Time: Wed 10/25/17 2 pm

Consider the following implementation:

```
def tree(label, branches=[]):
return [label] + branches
def label(tree):
return tree[0]
def branches(tree):
return tree[1:]
```

There are multiple ways to get started on playing with such tree structure! As a few examples:

- Track 1
- Given a tree, how can we find a largest/smallest label in the leaves?
- Given a tree, how can we find a largest/smallest label in the tree?
- Given a tree, how can we find the sum of all labels (assuming all labels are numbers)?

- Track 2
- Given a tree, how can we clone it?
- Given a tree, how can we make a copy of it with all the leaves pruned?

- Track 3
- Given a tree and a label, how can we check if the label we want is in the tree?
- Given a tree, how can we check if there aren't any descendent nodes of a same label for any node in the tree?

```
try:
pass # Some bunch of stuff
except Exception as e:
pass # Do something regarding the exception
```

```
1 ; 1
True ; True
```

```
(define a 1) ; a
a ; 1
(define (foo x)
(+ x 2)
) ; foo
; Is equivalent to the following
(define foo
(lambda (x)
(+ x 2)
)
) ; foo
(foo 2) ; 4
```

```
(+ 1 2)
(display 2)
(print 1)
(cons 1 2)
(list 1 2)
```

Use the `=`

predicate when you wish to test whether two numbers are equivalent.

Use the `eqv?`

predicate when you wish to test whether two non-numeric values are equivalent.

```
(if True 1 2) ; 1
(if True
(/ 1 1)
(/ 1 0)
) ; 1
(cond
(False (/ 1 0))
(True 1)
(else 100)
) ; 1
(lambda (x)
(/ 1 0)
) ; (lambda (x) (/ 1 0))
(and 0 False 1) ; False
(or 5 False (/ 1 0)) ; 5
```

`(and ...)`

returns the first false value, otherwise the last one.

`(or ...)`

returns the first true value, otherwise the last one.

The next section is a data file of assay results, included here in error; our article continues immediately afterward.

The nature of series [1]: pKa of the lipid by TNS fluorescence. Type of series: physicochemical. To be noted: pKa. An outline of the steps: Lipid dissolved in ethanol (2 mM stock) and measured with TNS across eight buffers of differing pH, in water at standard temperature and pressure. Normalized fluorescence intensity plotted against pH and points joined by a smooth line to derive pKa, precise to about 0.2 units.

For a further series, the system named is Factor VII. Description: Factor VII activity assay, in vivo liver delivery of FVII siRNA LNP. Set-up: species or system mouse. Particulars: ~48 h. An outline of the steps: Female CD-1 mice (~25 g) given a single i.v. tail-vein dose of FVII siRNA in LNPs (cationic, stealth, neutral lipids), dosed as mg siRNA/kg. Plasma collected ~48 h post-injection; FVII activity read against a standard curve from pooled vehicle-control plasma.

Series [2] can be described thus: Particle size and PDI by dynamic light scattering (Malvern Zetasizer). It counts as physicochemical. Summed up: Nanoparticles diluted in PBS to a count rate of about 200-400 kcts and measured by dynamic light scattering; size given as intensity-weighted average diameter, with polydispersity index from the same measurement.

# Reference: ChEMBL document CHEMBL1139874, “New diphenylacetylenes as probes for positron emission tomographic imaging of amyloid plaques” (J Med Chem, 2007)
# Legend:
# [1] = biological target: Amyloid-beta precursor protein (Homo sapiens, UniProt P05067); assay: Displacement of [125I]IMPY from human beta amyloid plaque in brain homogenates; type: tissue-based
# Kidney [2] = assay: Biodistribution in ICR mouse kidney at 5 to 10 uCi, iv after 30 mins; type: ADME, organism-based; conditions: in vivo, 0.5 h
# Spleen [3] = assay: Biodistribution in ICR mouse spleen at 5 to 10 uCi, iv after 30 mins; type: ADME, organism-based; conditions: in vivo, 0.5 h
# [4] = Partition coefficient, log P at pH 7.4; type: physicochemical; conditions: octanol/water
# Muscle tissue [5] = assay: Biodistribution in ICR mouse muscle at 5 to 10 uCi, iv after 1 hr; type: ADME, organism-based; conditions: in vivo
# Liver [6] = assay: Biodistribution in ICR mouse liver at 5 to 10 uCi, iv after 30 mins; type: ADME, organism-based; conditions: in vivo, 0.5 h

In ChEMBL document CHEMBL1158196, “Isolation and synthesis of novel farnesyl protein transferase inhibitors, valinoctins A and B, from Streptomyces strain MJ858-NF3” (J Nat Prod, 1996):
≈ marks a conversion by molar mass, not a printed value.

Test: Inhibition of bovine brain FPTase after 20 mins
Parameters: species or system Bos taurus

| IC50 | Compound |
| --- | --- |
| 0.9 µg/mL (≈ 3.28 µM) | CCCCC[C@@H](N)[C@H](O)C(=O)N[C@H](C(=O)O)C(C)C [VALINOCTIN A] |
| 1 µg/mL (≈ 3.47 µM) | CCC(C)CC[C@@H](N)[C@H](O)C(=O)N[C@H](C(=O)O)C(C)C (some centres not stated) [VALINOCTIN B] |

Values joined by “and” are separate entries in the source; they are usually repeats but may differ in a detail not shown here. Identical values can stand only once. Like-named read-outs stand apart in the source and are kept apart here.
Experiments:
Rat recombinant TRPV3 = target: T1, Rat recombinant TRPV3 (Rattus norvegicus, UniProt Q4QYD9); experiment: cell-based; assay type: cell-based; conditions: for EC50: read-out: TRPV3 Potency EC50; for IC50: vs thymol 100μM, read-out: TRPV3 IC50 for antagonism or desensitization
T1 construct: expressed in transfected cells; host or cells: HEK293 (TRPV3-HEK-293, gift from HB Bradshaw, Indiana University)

The boolean `False`

is the only false value.

```
'a ; a
(quote a) ; a
'(1 2) ; (1 2)
(quote (1 2)) ; (1 2)
'(1 . 2) ; (1 . 2)
'(1 . ()) ; (1)
'(1 . (2 . (3))) ; (1 2 3)
```

Implement the Scheme procedure directions, which takes a number

`n`

and a symbol`sym`

that is bound to a nested list of numbers. It returns a Scheme expression that evaluates to`n`

by repeatedly applying`car`

and`cdr`

to the nested list. Assume that`n`

appears exactly once in the nested list bound to`sym`

.Hint: The implementation searches for the number

`n`

in the nested list`s`

that is bound to`sym`

. The returned expression is built during the search. See the tests at the bottom of the page for usage examples.`(define (directions n sym) (define (search s exp) ; Search an expression s for n and return an expression based on exp (cond ((number? s) ) ((null? s) nil) (else (search-list s exp)) ) ) (define (search-list s exp) ; Search a nested list s for n and return an expression based on exp (let ( (first ) (rest ) ) (if (null? first) rest first) ) ) (search (eval sym) sym) ) (define a '(1 (2 3) ((4)))) (directions 1 'a) ; expect (car a) (directions 2 'a) ; expect (car (car (cdr a))) (define b '((3 4) 5)) (directions 4 'b) ; expect (car (cdr (car b)))`

What expression will

`(directions 4 'a)`

evaluate to?